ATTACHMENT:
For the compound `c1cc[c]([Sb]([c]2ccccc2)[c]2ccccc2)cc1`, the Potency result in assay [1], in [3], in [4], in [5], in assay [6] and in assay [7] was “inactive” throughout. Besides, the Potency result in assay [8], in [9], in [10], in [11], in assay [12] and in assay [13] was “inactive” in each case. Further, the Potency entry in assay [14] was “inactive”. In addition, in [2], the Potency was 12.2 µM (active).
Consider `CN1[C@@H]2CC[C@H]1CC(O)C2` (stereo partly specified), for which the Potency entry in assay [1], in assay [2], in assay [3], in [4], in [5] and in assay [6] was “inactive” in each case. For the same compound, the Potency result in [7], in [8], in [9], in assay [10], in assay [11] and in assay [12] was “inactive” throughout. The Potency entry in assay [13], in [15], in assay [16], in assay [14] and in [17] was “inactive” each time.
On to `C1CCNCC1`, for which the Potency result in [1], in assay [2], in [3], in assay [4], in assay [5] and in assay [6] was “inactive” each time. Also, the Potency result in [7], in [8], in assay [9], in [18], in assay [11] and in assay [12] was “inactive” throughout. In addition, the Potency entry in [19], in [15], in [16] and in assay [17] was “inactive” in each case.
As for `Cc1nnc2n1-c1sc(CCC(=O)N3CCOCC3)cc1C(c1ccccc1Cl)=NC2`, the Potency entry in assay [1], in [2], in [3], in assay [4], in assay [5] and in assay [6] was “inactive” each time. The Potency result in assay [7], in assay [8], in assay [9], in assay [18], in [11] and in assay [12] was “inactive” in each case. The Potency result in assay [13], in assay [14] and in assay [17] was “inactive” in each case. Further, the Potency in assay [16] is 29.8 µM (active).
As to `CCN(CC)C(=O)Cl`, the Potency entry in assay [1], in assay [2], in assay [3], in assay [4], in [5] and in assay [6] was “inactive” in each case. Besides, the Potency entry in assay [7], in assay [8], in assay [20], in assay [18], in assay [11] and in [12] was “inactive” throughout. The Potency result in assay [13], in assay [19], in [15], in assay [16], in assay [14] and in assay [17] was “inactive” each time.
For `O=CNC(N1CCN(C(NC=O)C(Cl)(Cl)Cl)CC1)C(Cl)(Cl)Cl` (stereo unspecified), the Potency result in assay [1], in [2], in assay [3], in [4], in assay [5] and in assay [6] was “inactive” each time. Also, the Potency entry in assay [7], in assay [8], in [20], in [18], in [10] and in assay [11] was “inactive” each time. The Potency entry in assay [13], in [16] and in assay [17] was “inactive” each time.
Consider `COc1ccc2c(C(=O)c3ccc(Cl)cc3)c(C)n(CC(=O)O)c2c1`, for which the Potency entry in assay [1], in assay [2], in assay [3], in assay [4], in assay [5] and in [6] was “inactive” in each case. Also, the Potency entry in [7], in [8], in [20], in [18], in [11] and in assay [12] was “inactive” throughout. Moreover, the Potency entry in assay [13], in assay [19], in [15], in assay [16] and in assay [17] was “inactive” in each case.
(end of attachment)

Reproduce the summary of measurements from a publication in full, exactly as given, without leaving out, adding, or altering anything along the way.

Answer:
For the compound `c1cc[c]([Sb]([c]2ccccc2)[c]2ccccc2)cc1`, the Potency result in assay [1], in [3], in [4], in [5], in assay [6] and in assay [7] was “inactive” throughout. Besides, the Potency result in assay [8], in [9], in [10], in [11], in assay [12] and in assay [13] was “inactive” in each case. Further, the Potency entry in assay [14] was “inactive”. In addition, in [2], the Potency was 12.2 µM (active).
Consider `CN1[C@@H]2CC[C@H]1CC(O)C2` (stereo partly specified), for which the Potency entry in assay [1], in assay [2], in assay [3], in [4], in [5] and in assay [6] was “inactive” in each case. For the same compound, the Potency result in [7], in [8], in [9], in assay [10], in assay [11] and in assay [12] was “inactive” throughout. The Potency entry in assay [13], in [15], in assay [16], in assay [14] and in [17] was “inactive” each time.
On to `C1CCNCC1`, for which the Potency result in [1], in assay [2], in [3], in assay [4], in assay [5] and in assay [6] was “inactive” each time. Also, the Potency result in [7], in [8], in assay [9], in [18], in assay [11] and in assay [12] was “inactive” throughout. In addition, the Potency entry in [19], in [15], in [16] and in assay [17] was “inactive” in each case.
As for `Cc1nnc2n1-c1sc(CCC(=O)N3CCOCC3)cc1C(c1ccccc1Cl)=NC2`, the Potency entry in assay [1], in [2], in [3], in assay [4], in assay [5] and in assay [6] was “inactive” each time. The Potency result in assay [7], in assay [8], in assay [9], in assay [18], in [11] and in assay [12] was “inactive” in each case. The Potency result in assay [13], in assay [14] and in assay [17] was “inactive” in each case. Further, the Potency in assay [16] is 29.8 µM (active).
As to `CCN(CC)C(=O)Cl`, the Potency entry in assay [1], in assay [2], in assay [3], in assay [4], in [5] and in assay [6] was “inactive” in each case. Besides, the Potency entry in assay [7], in assay [8], in assay [20], in assay [18], in assay [11] and in [12] was “inactive” throughout. The Potency result in assay [13], in assay [19], in [15], in assay [16], in assay [14] and in assay [17] was “inactive” each time.
For `O=CNC(N1CCN(C(NC=O)C(Cl)(Cl)Cl)CC1)C(Cl)(Cl)Cl` (stereo unspecified), the Potency result in assay [1], in [2], in assay [3], in [4], in assay [5] and in assay [6] was “inactive” each time. Also, the Potency entry in assay [7], in assay [8], in [20], in [18], in [10] and in assay [11] was “inactive” each time. The Potency entry in assay [13], in [16] and in assay [17] was “inactive” each time.
Consider `COc1ccc2c(C(=O)c3ccc(Cl)cc3)c(C)n(CC(=O)O)c2c1`, for which the Potency entry in assay [1], in assay [2], in assay [3], in assay [4], in assay [5] and in [6] was “inactive” in each case. Also, the Potency entry in [7], in [8], in [20], in [18], in [11] and in assay [12] was “inactive” throughout. Moreover, the Potency entry in assay [13], in assay [19], in [15], in assay [16] and in assay [17] was “inactive” in each case.